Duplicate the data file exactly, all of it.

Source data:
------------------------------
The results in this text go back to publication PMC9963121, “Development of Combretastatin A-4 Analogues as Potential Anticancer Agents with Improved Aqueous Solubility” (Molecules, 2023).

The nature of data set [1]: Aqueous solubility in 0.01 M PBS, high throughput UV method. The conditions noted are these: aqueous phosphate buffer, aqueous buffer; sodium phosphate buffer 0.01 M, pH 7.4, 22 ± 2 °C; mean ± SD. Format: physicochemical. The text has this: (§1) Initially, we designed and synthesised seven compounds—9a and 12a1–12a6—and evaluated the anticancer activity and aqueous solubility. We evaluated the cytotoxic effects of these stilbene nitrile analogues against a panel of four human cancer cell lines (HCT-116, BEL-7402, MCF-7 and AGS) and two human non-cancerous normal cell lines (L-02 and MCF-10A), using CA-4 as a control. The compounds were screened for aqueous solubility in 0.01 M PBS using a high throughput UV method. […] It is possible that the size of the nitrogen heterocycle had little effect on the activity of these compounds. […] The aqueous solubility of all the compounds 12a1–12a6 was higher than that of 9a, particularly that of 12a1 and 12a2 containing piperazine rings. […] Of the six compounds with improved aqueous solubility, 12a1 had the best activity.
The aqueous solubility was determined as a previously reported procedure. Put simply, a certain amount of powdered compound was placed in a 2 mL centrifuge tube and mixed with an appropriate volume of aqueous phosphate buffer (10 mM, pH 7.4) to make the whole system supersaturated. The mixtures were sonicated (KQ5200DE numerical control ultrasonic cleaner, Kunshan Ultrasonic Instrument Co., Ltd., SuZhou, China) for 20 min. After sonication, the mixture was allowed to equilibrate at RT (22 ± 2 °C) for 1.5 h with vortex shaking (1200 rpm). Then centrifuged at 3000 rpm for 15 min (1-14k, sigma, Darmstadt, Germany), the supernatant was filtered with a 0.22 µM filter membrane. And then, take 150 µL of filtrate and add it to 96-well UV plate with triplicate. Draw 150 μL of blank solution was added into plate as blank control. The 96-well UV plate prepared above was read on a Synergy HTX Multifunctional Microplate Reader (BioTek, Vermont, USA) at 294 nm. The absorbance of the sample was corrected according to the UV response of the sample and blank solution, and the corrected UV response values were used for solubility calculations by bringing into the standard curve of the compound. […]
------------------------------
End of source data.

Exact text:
The results in this text go back to publication PMC9963121, “Development of Combretastatin A-4 Analogues as Potential Anticancer Agents with Improved Aqueous Solubility” (Molecules, 2023).

The nature of data set [1]: Aqueous solubility in 0.01 M PBS, high throughput UV method. The conditions noted are these: aqueous phosphate buffer, aqueous buffer; sodium phosphate buffer 0.01 M, pH 7.4, 22 ± 2 °C; mean ± SD. Format: physicochemical. The text has this: (§1) Initially, we designed and synthesised seven compounds—9a and 12a1–12a6—and evaluated the anticancer activity and aqueous solubility. We evaluated the cytotoxic effects of these stilbene nitrile analogues against a panel of four human cancer cell lines (HCT-116, BEL-7402, MCF-7 and AGS) and two human non-cancerous normal cell lines (L-02 and MCF-10A), using CA-4 as a control. The compounds were screened for aqueous solubility in 0.01 M PBS using a high throughput UV method. […] It is possible that the size of the nitrogen heterocycle had little effect on the activity of these compounds. […] The aqueous solubility of all the compounds 12a1–12a6 was higher than that of 9a, particularly that of 12a1 and 12a2 containing piperazine rings. […] Of the six compounds with improved aqueous solubility, 12a1 had the best activity.
The aqueous solubility was determined as a previously reported procedure. Put simply, a certain amount of powdered compound was placed in a 2 mL centrifuge tube and mixed with an appropriate volume of aqueous phosphate buffer (10 mM, pH 7.4) to make the whole system supersaturated. The mixtures were sonicated (KQ5200DE numerical control ultrasonic cleaner, Kunshan Ultrasonic Instrument Co., Ltd., SuZhou, China) for 20 min. After sonication, the mixture was allowed to equilibrate at RT (22 ± 2 °C) for 1.5 h with vortex shaking (1200 rpm). Then centrifuged at 3000 rpm for 15 min (1-14k, sigma, Darmstadt, Germany), the supernatant was filtered with a 0.22 µM filter membrane. And then, take 150 µL of filtrate and add it to 96-well UV plate with triplicate. Draw 150 μL of blank solution was added into plate as blank control. The 96-well UV plate prepared above was read on a Synergy HTX Multifunctional Microplate Reader (BioTek, Vermont, USA) at 294 nm. The absorbance of the sample was corrected according to the UV response of the sample and blank solution, and the corrected UV response values were used for solubility calculations by bringing into the standard curve of the compound. […]